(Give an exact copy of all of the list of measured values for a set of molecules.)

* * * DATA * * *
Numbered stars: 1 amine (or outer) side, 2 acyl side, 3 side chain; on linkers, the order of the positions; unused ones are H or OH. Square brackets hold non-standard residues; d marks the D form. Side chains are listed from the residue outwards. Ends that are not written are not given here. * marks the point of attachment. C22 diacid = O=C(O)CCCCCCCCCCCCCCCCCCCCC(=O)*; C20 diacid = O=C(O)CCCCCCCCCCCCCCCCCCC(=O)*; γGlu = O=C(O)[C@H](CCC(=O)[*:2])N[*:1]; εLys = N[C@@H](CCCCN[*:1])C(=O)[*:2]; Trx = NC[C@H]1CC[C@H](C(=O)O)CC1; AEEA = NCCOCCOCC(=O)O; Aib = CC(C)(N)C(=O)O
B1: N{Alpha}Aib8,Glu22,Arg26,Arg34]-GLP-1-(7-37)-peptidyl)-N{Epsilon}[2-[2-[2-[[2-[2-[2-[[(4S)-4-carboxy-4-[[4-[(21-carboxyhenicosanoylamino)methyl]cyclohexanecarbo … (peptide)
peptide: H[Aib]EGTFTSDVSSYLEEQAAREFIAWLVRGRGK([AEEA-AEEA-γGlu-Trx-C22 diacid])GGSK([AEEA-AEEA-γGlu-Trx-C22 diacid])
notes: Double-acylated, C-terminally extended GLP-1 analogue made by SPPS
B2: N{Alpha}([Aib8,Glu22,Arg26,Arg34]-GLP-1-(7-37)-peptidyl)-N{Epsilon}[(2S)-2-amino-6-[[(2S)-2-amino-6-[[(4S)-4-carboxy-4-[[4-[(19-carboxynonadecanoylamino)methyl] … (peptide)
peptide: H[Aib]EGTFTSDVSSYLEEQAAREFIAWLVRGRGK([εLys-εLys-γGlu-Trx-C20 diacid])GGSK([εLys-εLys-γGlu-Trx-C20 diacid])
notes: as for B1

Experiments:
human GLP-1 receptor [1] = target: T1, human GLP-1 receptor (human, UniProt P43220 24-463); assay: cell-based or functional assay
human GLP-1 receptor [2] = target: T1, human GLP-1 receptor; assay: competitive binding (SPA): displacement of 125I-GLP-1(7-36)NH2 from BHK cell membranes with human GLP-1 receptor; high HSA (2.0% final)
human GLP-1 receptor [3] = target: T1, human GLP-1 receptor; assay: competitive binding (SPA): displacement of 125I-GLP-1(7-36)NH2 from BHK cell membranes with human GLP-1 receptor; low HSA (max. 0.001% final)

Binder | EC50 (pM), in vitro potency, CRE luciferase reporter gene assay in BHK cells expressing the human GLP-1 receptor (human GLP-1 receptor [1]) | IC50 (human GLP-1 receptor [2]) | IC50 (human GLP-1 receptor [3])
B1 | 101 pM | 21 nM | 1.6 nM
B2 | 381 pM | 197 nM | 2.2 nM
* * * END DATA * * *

Numbered stars: 1 amine (or outer) side, 2 acyl side, 3 side chain; on linkers, the order of the positions; unused ones are H or OH. Square brackets hold non-standard residues; d marks the D form. Side chains are listed from the residue outwards. Ends that are not written are not given here. * marks the point of attachment. C22 diacid = O=C(O)CCCCCCCCCCCCCCCCCCCCC(=O)*; C20 diacid = O=C(O)CCCCCCCCCCCCCCCCCCC(=O)*; γGlu = O=C(O)[C@H](CCC(=O)[*:2])N[*:1]; εLys = N[C@@H](CCCCN[*:1])C(=O)[*:2]; Trx = NC[C@H]1CC[C@H](C(=O)O)CC1; AEEA = NCCOCCOCC(=O)O; Aib = CC(C)(N)C(=O)O
B1: N{Alpha}Aib8,Glu22,Arg26,Arg34]-GLP-1-(7-37)-peptidyl)-N{Epsilon}[2-[2-[2-[[2-[2-[2-[[(4S)-4-carboxy-4-[[4-[(21-carboxyhenicosanoylamino)methyl]cyclohexanecarbo … (peptide)
peptide: H[Aib]EGTFTSDVSSYLEEQAAREFIAWLVRGRGK([AEEA-AEEA-γGlu-Trx-C22 diacid])GGSK([AEEA-AEEA-γGlu-Trx-C22 diacid])
notes: Double-acylated, C-terminally extended GLP-1 analogue made by SPPS
B2: N{Alpha}([Aib8,Glu22,Arg26,Arg34]-GLP-1-(7-37)-peptidyl)-N{Epsilon}[(2S)-2-amino-6-[[(2S)-2-amino-6-[[(4S)-4-carboxy-4-[[4-[(19-carboxynonadecanoylamino)methyl] … (peptide)
peptide: H[Aib]EGTFTSDVSSYLEEQAAREFIAWLVRGRGK([εLys-εLys-γGlu-Trx-C20 diacid])GGSK([εLys-εLys-γGlu-Trx-C20 diacid])
notes: as for B1

Experiments:
human GLP-1 receptor [1] = target: T1, human GLP-1 receptor (human, UniProt P43220 24-463); assay: cell-based or functional assay
human GLP-1 receptor [2] = target: T1, human GLP-1 receptor; assay: competitive binding (SPA): displacement of 125I-GLP-1(7-36)NH2 from BHK cell membranes with human GLP-1 receptor; high HSA (2.0% final)
human GLP-1 receptor [3] = target: T1, human GLP-1 receptor; assay: competitive binding (SPA): displacement of 125I-GLP-1(7-36)NH2 from BHK cell membranes with human GLP-1 receptor; low HSA (max. 0.001% final)

Binder | EC50 (pM), in vitro potency, CRE luciferase reporter gene assay in BHK cells expressing the human GLP-1 receptor (human GLP-1 receptor [1]) | IC50 (human GLP-1 receptor [2]) | IC50 (human GLP-1 receptor [3])
B1 | 101 pM | 21 nM | 1.6 nM
B2 | 381 pM | 197 nM | 2.2 nM